Deacon Cornell's Homilies


Acts 4:32-35
1 John 5:1-6
John 20:19-31


April 29-30, 2000, Second Sunday of Easter, Cycle B

Poor Thomas - he takes the rap for our unbelief. This is another one of those Gospel stories that is so familiar we don't bother listening to it anymore. I invite you to look at this story from a slightly different perspective today. First of all, I think the meager evidence the Gospel gives us about who Thomas is paints a very different story from how we normally think about him. In the only other reference to Thomas, in the story of the raising of Lazarus, when Jesus tells the disciples he is going back to Bethany, they all try to change his mind since he would be going back to where the people tried to stone him. Only Thomas steps up and says, "then let us go with him, to die with him."

And here in this story, the rest of the disciples are shut up in a room, afraid to show their faces for fear of the authorities arresting them. Only Thomas has the guts to go out and about. Then he goes back to the room and the disciples, still hiding behind locked doors and windows, tell him they have seen the risen Christ. But Thomas is not convinced. He states what he needs in order for him to believe. When Jesus re-appears and gives him what he has asked for, he believes wholeheartedly, kneeling and calling Jesus God - the only person in the Gospels to do so explicitly.

Who is it in this story that doesn't believe? I think we often jump to the conclusion that Thomas is singled out as the unbeliever compared to the disciples who had seen Jesus. I don't think the story supports that at all.

To answer the question, who is it in this story that doesn't believe, we need to understand what is meant by belief in this context. The Greek word translated as belief means more than our common meaning of intellectual assent. It contains strong overtones of obedience and trust, implying an assent of head and heart that leads to a change in behavior. Using that definition of believing, what evidence does this story give us that the disciples who saw Jesus really believed? Nothing changed in their behavior. They were still cowering and confused. It would be another fifty days before they got what they needed to really believe, when the Spirit would come and fill their hearts and minds and bodies with the courage to proclaim the good news.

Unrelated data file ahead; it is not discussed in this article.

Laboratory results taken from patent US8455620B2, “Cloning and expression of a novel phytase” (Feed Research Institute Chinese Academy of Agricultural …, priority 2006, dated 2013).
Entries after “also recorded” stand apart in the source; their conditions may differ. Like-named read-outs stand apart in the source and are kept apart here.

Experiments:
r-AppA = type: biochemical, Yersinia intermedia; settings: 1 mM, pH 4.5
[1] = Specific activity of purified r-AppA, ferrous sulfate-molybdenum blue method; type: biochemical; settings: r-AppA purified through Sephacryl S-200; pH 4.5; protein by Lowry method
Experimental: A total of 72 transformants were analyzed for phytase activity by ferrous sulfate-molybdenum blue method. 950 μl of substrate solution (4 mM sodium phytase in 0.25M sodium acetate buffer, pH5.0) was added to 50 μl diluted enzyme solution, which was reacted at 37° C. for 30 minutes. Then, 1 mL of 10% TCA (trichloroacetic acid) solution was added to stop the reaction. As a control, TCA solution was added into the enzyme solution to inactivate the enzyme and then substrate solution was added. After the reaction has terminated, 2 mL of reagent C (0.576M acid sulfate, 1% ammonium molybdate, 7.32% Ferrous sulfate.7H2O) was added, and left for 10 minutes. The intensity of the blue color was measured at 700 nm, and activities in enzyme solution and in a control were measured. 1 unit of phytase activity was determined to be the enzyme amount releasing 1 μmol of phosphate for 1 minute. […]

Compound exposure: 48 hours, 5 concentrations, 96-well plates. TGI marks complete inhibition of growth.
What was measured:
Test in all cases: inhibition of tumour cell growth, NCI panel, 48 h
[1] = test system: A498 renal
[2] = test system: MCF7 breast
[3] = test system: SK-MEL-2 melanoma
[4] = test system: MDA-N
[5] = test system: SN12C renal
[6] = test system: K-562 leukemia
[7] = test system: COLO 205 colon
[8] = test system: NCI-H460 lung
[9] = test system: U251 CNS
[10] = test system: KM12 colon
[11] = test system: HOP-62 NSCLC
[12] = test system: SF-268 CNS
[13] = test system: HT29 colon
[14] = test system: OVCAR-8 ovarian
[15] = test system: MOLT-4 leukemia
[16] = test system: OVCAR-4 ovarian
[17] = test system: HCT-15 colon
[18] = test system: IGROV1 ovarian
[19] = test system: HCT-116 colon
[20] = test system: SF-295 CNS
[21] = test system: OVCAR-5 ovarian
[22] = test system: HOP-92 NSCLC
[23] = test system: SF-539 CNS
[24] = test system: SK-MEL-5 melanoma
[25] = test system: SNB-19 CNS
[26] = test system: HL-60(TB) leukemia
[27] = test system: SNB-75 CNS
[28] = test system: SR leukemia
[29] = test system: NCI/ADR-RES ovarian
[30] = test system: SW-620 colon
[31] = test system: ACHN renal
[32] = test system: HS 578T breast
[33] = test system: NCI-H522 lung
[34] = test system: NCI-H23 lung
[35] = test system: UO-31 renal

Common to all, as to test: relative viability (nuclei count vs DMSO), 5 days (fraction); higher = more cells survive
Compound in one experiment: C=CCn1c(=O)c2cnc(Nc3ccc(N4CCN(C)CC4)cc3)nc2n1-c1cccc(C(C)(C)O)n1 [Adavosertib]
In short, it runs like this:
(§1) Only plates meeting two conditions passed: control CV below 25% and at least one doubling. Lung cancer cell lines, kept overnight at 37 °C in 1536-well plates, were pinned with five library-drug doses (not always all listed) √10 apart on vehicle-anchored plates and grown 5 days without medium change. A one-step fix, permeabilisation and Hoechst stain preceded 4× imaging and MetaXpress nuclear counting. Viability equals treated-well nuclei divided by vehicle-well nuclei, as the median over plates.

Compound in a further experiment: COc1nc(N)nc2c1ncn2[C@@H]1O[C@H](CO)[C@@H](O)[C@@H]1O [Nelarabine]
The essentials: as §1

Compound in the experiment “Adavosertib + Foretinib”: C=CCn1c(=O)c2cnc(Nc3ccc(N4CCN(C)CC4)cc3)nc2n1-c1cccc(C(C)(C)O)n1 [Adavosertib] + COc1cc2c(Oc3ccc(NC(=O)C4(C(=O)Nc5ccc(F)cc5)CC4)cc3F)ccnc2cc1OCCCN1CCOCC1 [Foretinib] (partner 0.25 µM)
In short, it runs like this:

Who are we in this story? Unfortunately, I think we most often align ourselves with the disciples gathered in the room rather than Thomas. Yes we may have belief in the narrow sense of intellectual assent but we haven't yet gotten what we need to become true believers, moved by this story of Jesus who lived, died, and was raised to go and tell it to others.

If only I could be like Thomas and know what I needed to believe like that, to have the  courage to say to God, "I will only believe if this or that." And mean it, so that when God gives me what I ask for as proof, like Thomas, I will believe with my whole being; I will be transformed by the experience so that I must tell the story.

In our cultural tendency to expect winner to take all, we hear Jesus say, "Blessed are those who have not seen and have believed", and we extrapolate that he must mean that those who need to see to believe are less blessed. But he says nothing of the kind. Moreover, he explicitly comes to give Thomas the proof he needs to believe. I think Jesus know perfectly well from his human experience that most humans need to see in order to believe wholeheartedly. That is the whole reason for the Incarnation, and the whole reason for the Church and the sacraments.

As Fr. Butler emphasized in his Triduum homilies, Jesus' plan is for the kingdom of God to spread by the telling of the story. Not so much by words as by how we live out this belief that we say we have. Not so much as individuals but as community, little communities like our families, larger ones like our parish, huge ones like the universal Church. Here is where we are, as my daughter would say, so the disciples in the room. Where are all the crowds that were here last week? So often when I hear people talk about getting people back to church, there are overtones that they are the ones who are somehow not getting it right.

 Is it possible they, like Thomas, came to a room and heard people saying that they had seen the risen Lord, but they saw no evidence of that in the way we live? Can we honestly say that we live like a people who have experienced the risen Christ? That we love one another (you shall know we are Christians by our love), and as we heard in the first reading from Acts, there is no needy person among us, that we are all of one mind and heart? If we don't believe like that, how can anyone see the risen Christ in us so that they can believe?

I hope all of us renew our appreciation of this familiar story and perhaps strive to be like Thomas: honest enough to admit we need proof to believe wholeheartedly, perceptive enough to figure out what that is, and then bold enough to ask God for it. I think this story gives us the hope that God will give us what we need, so that we too might have life through this belief in Jesus, the risen Lord. And so we can become the proof that others need so they might live as well.

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